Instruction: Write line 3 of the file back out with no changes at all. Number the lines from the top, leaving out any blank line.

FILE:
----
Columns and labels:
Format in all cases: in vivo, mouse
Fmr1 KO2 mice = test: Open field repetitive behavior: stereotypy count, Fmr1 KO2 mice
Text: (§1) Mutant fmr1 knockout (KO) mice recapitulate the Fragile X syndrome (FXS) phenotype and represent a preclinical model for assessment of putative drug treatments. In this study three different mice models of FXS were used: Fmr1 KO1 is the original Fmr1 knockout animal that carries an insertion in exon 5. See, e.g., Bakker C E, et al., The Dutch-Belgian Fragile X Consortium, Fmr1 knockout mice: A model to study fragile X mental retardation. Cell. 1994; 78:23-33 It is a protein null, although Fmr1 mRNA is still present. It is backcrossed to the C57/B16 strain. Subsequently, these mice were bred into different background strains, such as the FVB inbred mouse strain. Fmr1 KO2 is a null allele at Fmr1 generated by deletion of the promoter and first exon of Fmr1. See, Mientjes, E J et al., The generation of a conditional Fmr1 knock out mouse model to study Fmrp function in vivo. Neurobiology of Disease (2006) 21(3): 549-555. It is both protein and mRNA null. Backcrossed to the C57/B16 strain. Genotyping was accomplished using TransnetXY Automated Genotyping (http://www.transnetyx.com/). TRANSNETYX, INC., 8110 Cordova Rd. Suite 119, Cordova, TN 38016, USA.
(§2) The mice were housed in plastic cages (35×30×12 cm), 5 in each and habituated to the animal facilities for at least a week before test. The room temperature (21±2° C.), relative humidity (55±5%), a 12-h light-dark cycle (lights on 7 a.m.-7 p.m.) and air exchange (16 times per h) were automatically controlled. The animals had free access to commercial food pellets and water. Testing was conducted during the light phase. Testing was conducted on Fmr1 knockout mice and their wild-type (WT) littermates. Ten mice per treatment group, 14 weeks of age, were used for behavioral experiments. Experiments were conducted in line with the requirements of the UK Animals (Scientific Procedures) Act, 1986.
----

Fmr1 KO2 mice = test: Open field repetitive behavior: stereotypy count, Fmr1 KO2 mice